Six Red Months in Russia

by Louise Bryant



MARIE SPIRODONOVA looks as if she came from New England. Her puritanical plain black clothes with the chaste little white collars, and a certain air of refinement and severity about her seem to belong to that region more than to mad, turbulent Russia--yet she is a true daughter of Russia and of the revolution. She is very young--just past thirty--and appears exceedingly frail, but she has the wiry, unbreakable strength of many so-called "delicate" people, and great powers of recuperation.

Her early history as a revolutionist is exceptional even in the minds of the Russians, and they have grown used to great martyrs. She was nineteen when she killed Lupjenovsky, Governor of Tambov. Lupjenovsky had as dark a record as any official ever possessed. He went from village to village taking an insane, diabolical delight in torturing people. When peasants were unable to pay their taxes or offended him in any way at all, he made them stand in line many hours in the cold and ordered them publicly flogged. He arrested any one who dared hold a different political view from his own; he invited the Cossacks to commit all sorts of outrages against the peasants, especially against the women.

Spirodonova was a student in Tambov; she was not poor and she suffered no personal discomfort, but she could not hear the misery about her. She decided to kill Lupjenovsky.

One afternoon she met him in the railway station. The first shot she fired over his head to clear the crowd, the next she aimed straight at his heart, and Spirodonova. has a steady hand as well as a clear head. Lupjenovsky was surrounded by Cossacks at the time. They arrested Spirodonova.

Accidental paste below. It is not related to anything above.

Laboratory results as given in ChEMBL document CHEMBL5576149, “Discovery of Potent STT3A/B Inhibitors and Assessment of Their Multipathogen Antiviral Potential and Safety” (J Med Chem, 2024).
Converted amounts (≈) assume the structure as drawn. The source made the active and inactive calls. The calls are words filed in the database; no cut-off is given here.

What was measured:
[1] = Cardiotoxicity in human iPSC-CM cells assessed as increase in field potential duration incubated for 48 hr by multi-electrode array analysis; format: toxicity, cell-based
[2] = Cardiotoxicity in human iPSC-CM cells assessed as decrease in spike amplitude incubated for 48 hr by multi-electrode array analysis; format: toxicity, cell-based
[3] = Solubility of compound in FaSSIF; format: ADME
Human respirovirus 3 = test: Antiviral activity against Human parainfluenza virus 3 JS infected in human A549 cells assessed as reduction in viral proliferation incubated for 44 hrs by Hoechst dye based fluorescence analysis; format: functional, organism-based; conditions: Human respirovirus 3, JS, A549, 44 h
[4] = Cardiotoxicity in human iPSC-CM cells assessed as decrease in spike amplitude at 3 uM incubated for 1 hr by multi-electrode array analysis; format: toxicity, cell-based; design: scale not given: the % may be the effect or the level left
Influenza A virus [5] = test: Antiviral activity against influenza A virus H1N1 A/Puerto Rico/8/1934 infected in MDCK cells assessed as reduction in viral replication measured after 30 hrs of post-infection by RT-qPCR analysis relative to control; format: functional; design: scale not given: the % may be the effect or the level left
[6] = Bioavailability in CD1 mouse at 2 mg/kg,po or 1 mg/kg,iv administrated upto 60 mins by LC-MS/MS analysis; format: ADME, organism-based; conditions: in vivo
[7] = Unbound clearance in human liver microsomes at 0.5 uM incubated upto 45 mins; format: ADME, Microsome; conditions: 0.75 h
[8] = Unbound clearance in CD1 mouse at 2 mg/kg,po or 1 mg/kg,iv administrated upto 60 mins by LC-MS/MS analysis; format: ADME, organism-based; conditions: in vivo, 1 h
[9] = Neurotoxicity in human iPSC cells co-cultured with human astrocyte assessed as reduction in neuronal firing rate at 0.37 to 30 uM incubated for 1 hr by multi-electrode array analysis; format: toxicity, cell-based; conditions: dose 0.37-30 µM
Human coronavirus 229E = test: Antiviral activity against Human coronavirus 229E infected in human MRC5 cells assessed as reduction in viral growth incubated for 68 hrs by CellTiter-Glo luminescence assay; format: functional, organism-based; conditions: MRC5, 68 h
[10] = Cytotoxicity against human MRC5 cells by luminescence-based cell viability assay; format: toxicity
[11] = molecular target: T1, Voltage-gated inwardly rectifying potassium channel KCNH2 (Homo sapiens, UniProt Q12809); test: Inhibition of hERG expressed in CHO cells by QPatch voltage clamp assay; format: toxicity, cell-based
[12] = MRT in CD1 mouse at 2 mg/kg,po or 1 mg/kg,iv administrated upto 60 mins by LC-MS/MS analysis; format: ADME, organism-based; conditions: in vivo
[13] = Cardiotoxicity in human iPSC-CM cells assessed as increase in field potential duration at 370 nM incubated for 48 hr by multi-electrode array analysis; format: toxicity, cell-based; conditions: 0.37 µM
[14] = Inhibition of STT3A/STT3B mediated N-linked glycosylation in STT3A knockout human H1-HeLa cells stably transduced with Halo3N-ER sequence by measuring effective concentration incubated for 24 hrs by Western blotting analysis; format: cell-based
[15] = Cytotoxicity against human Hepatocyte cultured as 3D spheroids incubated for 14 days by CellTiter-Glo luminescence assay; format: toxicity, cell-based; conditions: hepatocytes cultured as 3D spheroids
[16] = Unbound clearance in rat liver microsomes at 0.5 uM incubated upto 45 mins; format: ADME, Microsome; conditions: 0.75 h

First the Cossacks beat her and threw her quite naked into a cold cell. Later they came back and commanded her to tell the names of her comrades and accomplices. Spirodonova refused to speak, so bunches of her long, beautiful hair were pulled out and she was burned all over with cigarettes. For two nights she was passed around among the Cossacks and the gendarmes. But there is an end to all things; Spirodonova fell violently ill. When they sentenced her to death she knew nothing at all about it, and when they changed the sentence to life imprisonment she did not know. She was deported to Siberia in a half-conscious condition. None of her friends ever expected to see her again.

When the February revolution broke out eleven years later she came back from Siberia and offered her life again for freedom.

It is hard for us in comfortable America to understand the fervour of people like Spirodonova. It is a great pity that we do not understand it because it is so fine and unselfish. I once asked her how she managed to keep her mind clear during all the eleven years that she was in Siberia.

"I learned languages," she said.